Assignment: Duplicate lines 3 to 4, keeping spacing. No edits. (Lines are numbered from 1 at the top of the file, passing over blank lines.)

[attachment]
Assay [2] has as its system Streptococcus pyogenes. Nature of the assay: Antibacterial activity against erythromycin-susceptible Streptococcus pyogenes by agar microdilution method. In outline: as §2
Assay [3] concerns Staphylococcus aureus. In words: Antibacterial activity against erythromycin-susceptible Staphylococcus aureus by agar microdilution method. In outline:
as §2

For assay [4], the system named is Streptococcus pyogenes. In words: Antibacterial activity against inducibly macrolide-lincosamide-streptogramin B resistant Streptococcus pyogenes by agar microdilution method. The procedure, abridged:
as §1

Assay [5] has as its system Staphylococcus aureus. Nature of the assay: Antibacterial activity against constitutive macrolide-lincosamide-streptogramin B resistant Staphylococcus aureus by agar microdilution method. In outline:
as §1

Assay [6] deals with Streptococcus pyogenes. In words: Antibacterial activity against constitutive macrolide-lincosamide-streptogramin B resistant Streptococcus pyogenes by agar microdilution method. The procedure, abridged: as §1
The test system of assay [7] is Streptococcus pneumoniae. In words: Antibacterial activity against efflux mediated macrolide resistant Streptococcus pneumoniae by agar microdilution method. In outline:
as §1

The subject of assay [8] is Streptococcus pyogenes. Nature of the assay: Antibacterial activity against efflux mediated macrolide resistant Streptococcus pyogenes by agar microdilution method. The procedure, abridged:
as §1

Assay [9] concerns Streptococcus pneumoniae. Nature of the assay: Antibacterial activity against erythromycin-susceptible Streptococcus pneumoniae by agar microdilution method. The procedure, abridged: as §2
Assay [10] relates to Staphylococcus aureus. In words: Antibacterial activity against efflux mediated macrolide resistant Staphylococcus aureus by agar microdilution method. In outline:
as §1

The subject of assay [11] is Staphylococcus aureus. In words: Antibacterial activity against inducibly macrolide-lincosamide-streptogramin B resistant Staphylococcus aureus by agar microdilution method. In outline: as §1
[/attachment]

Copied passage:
as §2

For assay [4], the system named is Streptococcus pyogenes. In words: Antibacterial activity against inducibly macrolide-lincosamide-streptogramin B resistant Streptococcus pyogenes by agar microdilution method. The procedure, abridged: